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George Lucas Presents Two New Designs For His Beleaguered Museum

After being spurned in Chicago, Lucas's Museum of Narrative Art is looking for a West Coast home.

George Lucas Presents Two New Designs For His Beleaguered Museum

First it was a Spanish mansion on the Presidio. Then it was a funky pyramid on Chicago's lake shore. After that, it became a slightly smaller pyramid on the same site. And now, George Lucas has unveiled two more new designs for his Museum of Narrative Art—this time for Los Angeles and San Francisco, whichever city wants it most.

The two proposals were both designed by Ma Yansong of MAD Architects, who Lucas also tapped for the Chicago designs. Featured on SFGate, both West Coast renditions of the museum feature parabolic forms that embody some of the naive tendencies of formalism; both seem conspicuously designed without much thought to either site—plopped on an interchangeable bit of parkland.

The Exposition Park proposal for LA

The first proposal, set on the San Francisco Bay’s Treasure Island, has the thick torso and slim tail of a beached whale. It literally looks like it floated in from the water to set up camp, while some stairs were installed for visitors to come take a look. The second proposal, set in Exposition Park near the Los Angeles Memorial Coliseum, has the 1950s futurist vibe of a landed UFO—if UFOs had green roofs. Most of the building has been lifted off of the ground, however, to preserve the park’s green space as much as possible. In my eyes, it’s the superior design of the two, simply for its softer touch on the landscape.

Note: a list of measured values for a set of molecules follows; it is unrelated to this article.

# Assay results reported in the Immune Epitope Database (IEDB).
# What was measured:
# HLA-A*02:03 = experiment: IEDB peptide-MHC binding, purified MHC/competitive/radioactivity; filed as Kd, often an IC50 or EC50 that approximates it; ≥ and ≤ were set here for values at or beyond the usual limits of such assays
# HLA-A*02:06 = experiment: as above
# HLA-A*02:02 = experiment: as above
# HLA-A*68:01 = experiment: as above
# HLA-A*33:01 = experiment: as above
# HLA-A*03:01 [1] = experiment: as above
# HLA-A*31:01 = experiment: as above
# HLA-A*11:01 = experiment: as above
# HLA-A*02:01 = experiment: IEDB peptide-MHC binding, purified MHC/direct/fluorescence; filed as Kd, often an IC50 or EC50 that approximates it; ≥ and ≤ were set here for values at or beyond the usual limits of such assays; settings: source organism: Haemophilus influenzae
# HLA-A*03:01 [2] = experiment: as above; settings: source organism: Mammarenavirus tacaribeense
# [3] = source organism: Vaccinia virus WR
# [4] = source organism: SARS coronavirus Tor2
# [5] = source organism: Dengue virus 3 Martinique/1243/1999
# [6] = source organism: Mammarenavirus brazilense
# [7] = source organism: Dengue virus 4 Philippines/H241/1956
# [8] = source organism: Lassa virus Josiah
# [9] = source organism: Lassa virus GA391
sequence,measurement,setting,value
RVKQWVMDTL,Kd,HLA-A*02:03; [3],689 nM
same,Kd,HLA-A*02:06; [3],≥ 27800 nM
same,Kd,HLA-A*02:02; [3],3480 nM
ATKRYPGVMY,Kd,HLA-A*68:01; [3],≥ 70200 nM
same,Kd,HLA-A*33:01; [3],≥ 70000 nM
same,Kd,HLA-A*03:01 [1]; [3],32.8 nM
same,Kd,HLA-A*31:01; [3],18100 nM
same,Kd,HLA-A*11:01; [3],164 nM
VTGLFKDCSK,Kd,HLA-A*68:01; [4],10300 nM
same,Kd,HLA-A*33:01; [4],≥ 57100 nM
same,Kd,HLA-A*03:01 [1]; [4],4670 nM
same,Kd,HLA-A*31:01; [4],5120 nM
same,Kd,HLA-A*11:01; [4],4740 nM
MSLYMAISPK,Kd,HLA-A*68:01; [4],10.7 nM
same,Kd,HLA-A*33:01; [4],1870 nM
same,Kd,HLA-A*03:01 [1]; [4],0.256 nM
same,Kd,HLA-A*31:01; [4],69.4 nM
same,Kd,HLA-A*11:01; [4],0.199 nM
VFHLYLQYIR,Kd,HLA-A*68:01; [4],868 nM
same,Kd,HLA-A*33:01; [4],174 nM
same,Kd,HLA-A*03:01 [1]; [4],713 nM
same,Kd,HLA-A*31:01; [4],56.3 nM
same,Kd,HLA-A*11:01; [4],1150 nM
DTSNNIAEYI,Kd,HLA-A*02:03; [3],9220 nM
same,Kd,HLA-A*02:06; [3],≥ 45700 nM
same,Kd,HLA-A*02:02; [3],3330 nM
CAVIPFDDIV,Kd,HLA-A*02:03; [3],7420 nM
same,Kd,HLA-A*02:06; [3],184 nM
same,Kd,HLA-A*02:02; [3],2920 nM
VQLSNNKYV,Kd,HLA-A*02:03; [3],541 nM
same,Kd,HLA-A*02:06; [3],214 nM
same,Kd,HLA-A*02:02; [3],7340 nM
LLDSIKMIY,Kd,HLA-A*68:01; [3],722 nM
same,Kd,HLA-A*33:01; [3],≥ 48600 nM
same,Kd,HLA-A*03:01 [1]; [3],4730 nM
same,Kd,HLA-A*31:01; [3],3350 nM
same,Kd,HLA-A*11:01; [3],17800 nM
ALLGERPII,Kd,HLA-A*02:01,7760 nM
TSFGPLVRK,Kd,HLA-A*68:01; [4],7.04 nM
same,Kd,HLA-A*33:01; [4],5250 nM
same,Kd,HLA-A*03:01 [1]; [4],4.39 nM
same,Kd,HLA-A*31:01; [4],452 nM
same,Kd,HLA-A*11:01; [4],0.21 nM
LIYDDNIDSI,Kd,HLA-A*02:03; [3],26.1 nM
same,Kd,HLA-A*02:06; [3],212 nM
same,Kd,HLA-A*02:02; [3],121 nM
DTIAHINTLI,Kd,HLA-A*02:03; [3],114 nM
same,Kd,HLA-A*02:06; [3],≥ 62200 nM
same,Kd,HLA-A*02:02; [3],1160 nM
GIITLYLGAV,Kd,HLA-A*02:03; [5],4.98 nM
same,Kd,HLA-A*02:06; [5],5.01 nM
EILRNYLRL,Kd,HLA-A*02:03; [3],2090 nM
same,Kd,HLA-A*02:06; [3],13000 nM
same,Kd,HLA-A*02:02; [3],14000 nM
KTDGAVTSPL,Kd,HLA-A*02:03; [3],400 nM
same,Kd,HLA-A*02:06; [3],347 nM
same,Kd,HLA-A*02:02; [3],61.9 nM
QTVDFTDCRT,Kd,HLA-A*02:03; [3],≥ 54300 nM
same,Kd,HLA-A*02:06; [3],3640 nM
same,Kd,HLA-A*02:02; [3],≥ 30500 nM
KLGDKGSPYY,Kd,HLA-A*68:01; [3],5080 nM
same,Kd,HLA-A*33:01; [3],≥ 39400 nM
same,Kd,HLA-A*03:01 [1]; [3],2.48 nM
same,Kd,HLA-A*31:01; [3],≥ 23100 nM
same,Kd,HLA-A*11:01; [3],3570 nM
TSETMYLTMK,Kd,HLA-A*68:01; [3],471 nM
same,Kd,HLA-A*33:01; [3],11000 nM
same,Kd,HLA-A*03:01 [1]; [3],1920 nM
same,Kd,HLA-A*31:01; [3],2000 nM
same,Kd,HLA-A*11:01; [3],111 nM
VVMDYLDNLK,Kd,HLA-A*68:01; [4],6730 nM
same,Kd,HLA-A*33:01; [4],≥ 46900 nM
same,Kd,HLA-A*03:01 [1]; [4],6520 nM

The Treasure Island proposal for San Francisco

For all of the valid criticism the Chicago proposal received—that it was too large, too obtrusive to the coastline, too similar to a nuclear power plant—it made a statement. The modernized pyramid design, channeling a remix of ancient Egyptian and Mesoamerican icons, tacitly urged visitors to rethink their presumptions about history, priming them to enter a new temporal head space to absorb the museum's thesis and content—which includes artifacts and art that chart storytelling from ancient times to today. Done right, it could be a walk through the very history of human narrative development, encapsulated by an architectural shell. The two new proposals for the museum have no similarly historical anchor—they seem like they could have been designed anywhere, for any purpose.

That, however, may be the point. Lucas has said that he wants this museum built before he dies. As the rejections tally up, that articulated vision is beginning to look like some museum, any museum—and Lucas is no stranger to producing sequels.

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